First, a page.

What in the devil’s a Pid? I mean, a game by Might and Delight, obviously, but what could the name ‘Pid’ even stand for? Well, quite a lot of things, actually, though none of them seem to match up to the sporadic screenshots I saw of this game when I pulled it off the Indie Royale Lunar Bundle — yes, now defunct, I’m sorry, should have warned you in advance — so I guess I get to choose what it means for myself? Hmmm… I like ‘Principal ideal domain’, “in abstract algebra, an integral domain in which every ideal is principal“, because it sounds nice and incomprehensible.
So long story short, that’s what I’ll be playing this week.
(Spoiler levels: Narrative, very low. Mechanical, medium-to-high.)
No, I won’t actually refer to Pid as ‘Principal ideal domain’ more than once. That’d be *way* too much commitment for a throwaway joke.
Like everyone who is anyone in this industry, I spent most of last week playing Monaco, the rather long-awaited game about stealing things by Pocketwatch Games. Perhaps due to Monaco’s somewhat storied development process, I wasn’t as excited at ‘it finally coming out’ as some other people I know, but that doesn’t mean I wasn’t looking forward to it. And this week, I’ll be finding out just how justified all that pre-built excitement actually was.
(Spoiler levels: Narrative, low. Mechanical, high-ish.)
Fun fact: looking for Google leads on ‘Monaco development process’ mostly leads you to job openings in the oil industry. Good to know, I reckon?…
My first exposure to Klei Entertainment‘s Don’t Starve was actually a few months back, when you-know-him-by-now JPH pointed out that
- Klei Entertainment are also the creators of Mark of the Ninja, a game both he and I enjoyed a great deal, and
- It looked pretty okay at first glance.
Subsequently, I purchased alpha access to Don’t Starve on Steam, played a bit of it, and realized that would probably want to write about it at full release. I didn’t feel very comfortable writing about the still-in-development product, and I didn’t want to sour my ‘official’ first impressions too much, so I dropped playing it almost immediately after that first realization, and have been waiting eagerly for the day Don’t Starve was to go gold.
That day is… well, it was a few days ago by the time this goes up, but you understand the sentiment.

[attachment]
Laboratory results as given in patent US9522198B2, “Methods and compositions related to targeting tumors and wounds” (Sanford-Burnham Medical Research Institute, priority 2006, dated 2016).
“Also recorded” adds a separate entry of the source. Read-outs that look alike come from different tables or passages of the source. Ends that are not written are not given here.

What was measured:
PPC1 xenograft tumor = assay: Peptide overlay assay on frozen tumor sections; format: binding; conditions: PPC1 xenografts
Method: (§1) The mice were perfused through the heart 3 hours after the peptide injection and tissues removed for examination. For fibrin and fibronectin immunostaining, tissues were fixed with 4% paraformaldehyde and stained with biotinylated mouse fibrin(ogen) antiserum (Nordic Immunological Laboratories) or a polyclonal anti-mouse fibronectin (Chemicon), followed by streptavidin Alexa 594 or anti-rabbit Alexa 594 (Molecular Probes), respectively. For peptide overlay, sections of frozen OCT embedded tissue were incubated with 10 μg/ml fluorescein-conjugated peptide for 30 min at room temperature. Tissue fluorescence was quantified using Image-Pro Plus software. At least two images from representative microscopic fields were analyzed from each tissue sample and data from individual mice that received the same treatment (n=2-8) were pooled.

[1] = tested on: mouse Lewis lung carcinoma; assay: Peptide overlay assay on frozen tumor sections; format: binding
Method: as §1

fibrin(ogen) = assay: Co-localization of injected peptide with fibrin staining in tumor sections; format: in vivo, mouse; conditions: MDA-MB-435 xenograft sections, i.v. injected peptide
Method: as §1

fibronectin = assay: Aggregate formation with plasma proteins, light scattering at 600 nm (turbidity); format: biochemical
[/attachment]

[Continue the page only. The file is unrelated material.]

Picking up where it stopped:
(Spoiler levels: Narrative, next to none. Mechanical, medium.)
This *does* mean I’ve seen and played an earlier, unfinished version of the game, yes. But I’ll keep references to this to a minimum.
This week: Octodad, a game by the constantly-evolving DePaul Game Experience, associated with the university of the same name. Why this week Octodad, etc, etc, you ask? Because screw you, it’s Octodad, that’s why.
More seriously, though, Octodad has been in my list of ‘games I should probably play (for this column) at some point’ since as long as I can remember. I don’t actually know why I haven’t played it earlier; for some reason, my mind had been convinced that it would be hard to obtain, or hard to get running, or something along those lines. But on being reminded of the Steam-Greenlighted sequel currently in development, I decided to give it another shot. And what do you know? It’s available for free in convenient one-file download format.
(Spoiler levels: Narrative, somewhat high. Mechanical, full.)
After the break: what in the devil is an Octodad? And does anyone suspect a thing?
Evoland, by two-man outfit Shiro Games, was recommended to me by my good friend and part-time possibly-anthropomorphic werewolf Varewulf, whose blog about games and stuff I really ought to add to our woefully underused linkroll at some point in the future. An expanded version of the 2012 Ludum Dare #24 winner (the original version is still playable online, Evoland promises to be ‘a short story of adventure video games evolution’. A short look at the trailer convinced me that this game at least looked pretty interesting, and as such, here we are.
(Spoiler levels: Narrative, ‘high’. Mechanical, high.)
Also, it has pixels. I *love* pixels.